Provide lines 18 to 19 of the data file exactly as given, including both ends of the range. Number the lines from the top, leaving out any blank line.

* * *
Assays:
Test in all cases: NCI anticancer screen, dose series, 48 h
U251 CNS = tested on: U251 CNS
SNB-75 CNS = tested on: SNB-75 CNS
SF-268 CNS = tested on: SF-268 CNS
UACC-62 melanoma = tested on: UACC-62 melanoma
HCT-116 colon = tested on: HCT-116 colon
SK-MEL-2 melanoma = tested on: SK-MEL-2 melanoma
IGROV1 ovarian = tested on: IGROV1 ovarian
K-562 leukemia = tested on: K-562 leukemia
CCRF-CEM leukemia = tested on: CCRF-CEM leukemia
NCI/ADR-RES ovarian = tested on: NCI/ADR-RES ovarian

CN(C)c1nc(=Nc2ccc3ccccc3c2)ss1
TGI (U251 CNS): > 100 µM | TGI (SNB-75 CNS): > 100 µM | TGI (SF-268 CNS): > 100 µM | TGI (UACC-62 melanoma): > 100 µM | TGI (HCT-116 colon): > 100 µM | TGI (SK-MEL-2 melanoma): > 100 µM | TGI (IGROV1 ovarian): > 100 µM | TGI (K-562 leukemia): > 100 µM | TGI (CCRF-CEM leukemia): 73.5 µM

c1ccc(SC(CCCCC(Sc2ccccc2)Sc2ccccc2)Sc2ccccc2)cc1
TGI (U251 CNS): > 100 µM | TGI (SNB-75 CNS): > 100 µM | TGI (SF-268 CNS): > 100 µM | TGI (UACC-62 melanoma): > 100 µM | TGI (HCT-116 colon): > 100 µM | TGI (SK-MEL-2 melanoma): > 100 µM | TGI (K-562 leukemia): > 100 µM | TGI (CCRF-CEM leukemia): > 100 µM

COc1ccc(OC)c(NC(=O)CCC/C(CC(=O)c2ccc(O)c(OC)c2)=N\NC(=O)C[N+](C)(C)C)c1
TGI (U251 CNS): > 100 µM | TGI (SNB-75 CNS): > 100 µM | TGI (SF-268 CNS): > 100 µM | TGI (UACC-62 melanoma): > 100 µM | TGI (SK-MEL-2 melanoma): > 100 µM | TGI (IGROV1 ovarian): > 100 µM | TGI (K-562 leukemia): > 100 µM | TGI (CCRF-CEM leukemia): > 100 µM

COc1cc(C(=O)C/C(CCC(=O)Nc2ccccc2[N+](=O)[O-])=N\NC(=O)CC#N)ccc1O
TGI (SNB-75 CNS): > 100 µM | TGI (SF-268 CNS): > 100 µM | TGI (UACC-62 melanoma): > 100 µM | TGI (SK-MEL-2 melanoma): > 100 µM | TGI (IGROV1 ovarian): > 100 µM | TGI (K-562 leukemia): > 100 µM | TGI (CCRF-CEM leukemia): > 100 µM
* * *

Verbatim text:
TGI (U251 CNS): > 100 µM | TGI (SNB-75 CNS): > 100 µM | TGI (SF-268 CNS): > 100 µM | TGI (UACC-62 melanoma): > 100 µM | TGI (SK-MEL-2 melanoma): > 100 µM | TGI (IGROV1 ovarian): > 100 µM | TGI (K-562 leukemia): > 100 µM | TGI (CCRF-CEM leukemia): > 100 µM

COc1cc(C(=O)C/C(CCC(=O)Nc2ccccc2[N+](=O)[O-])=N\NC(=O)CC#N)ccc1O